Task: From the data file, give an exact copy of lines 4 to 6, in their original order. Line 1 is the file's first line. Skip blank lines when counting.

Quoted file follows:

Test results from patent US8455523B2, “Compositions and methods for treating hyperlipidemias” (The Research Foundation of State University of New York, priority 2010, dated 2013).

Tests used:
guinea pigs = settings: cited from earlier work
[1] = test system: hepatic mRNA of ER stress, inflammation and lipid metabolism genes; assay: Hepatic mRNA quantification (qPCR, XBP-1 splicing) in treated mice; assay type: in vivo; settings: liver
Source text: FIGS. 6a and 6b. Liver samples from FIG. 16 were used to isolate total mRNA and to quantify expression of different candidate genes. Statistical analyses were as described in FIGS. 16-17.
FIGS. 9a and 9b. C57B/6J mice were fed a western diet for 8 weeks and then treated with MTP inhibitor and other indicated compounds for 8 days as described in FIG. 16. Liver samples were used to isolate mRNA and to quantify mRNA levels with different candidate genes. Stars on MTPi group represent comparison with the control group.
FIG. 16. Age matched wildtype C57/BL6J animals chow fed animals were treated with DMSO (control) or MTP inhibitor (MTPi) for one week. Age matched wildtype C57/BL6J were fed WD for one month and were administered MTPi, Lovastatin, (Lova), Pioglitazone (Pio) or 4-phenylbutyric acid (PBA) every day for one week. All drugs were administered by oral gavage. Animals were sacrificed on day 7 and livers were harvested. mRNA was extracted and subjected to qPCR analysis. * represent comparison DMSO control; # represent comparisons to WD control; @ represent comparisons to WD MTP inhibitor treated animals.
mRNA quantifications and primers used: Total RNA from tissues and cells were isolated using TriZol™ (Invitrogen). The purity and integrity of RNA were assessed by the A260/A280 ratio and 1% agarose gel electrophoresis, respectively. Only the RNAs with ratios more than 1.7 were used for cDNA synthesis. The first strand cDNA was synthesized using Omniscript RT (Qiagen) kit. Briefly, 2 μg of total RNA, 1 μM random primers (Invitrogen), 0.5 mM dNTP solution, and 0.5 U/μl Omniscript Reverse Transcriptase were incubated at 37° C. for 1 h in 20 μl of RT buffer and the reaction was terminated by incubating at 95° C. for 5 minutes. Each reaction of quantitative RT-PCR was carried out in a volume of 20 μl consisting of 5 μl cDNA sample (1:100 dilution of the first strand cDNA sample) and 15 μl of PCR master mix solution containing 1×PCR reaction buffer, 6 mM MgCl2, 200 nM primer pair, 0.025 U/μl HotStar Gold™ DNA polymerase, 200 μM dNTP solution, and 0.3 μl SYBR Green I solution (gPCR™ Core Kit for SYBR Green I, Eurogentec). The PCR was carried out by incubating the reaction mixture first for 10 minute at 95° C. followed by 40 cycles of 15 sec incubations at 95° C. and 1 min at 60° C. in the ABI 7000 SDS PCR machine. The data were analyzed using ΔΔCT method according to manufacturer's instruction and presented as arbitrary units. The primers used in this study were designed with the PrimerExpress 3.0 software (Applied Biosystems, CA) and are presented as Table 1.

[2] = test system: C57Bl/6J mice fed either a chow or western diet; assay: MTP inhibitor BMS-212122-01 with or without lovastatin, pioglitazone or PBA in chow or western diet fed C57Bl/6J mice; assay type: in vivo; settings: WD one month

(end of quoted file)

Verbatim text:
[1] = test system: hepatic mRNA of ER stress, inflammation and lipid metabolism genes; assay: Hepatic mRNA quantification (qPCR, XBP-1 splicing) in treated mice; assay type: in vivo; settings: liver
Source text: FIGS. 6a and 6b. Liver samples from FIG. 16 were used to isolate total mRNA and to quantify expression of different candidate genes. Statistical analyses were as described in FIGS. 16-17.
FIGS. 9a and 9b. C57B/6J mice were fed a western diet for 8 weeks and then treated with MTP inhibitor and other indicated compounds for 8 days as described in FIG. 16. Liver samples were used to isolate mRNA and to quantify mRNA levels with different candidate genes. Stars on MTPi group represent comparison with the control group.